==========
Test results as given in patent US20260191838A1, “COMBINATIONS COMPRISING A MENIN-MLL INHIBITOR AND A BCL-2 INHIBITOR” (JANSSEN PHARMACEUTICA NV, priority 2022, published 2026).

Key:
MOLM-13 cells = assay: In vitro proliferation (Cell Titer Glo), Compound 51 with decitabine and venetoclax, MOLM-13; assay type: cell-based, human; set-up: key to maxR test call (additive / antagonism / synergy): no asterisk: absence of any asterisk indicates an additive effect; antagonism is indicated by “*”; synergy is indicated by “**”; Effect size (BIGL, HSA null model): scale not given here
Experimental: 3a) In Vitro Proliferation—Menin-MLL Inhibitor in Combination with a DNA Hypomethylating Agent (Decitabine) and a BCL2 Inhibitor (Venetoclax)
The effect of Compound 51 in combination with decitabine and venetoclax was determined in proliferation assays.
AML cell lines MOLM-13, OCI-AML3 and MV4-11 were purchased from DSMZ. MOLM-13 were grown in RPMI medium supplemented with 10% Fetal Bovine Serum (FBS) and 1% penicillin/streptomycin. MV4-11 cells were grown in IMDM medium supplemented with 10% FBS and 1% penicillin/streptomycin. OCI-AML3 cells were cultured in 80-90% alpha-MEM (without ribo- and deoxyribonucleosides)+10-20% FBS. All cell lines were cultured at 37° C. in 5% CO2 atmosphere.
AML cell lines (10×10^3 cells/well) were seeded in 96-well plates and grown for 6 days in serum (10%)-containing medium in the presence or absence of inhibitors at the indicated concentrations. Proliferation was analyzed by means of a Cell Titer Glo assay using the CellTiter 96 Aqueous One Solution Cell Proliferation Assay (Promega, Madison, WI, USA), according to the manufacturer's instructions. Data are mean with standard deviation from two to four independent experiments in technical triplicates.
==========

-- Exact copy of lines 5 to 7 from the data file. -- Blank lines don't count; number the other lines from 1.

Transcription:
The effect of Compound 51 in combination with decitabine and venetoclax was determined in proliferation assays.
AML cell lines MOLM-13, OCI-AML3 and MV4-11 were purchased from DSMZ. MOLM-13 were grown in RPMI medium supplemented with 10% Fetal Bovine Serum (FBS) and 1% penicillin/streptomycin. MV4-11 cells were grown in IMDM medium supplemented with 10% FBS and 1% penicillin/streptomycin. OCI-AML3 cells were cultured in 80-90% alpha-MEM (without ribo- and deoxyribonucleosides)+10-20% FBS. All cell lines were cultured at 37° C. in 5% CO2 atmosphere.
AML cell lines (10×10^3 cells/well) were seeded in 96-well plates and grown for 6 days in serum (10%)-containing medium in the presence or absence of inhibitors at the indicated concentrations. Proliferation was analyzed by means of a Cell Titer Glo assay using the CellTiter 96 Aqueous One Solution Cell Proliferation Assay (Promega, Madison, WI, USA), according to the manufacturer's instructions. Data are mean with standard deviation from two to four independent experiments in technical triplicates.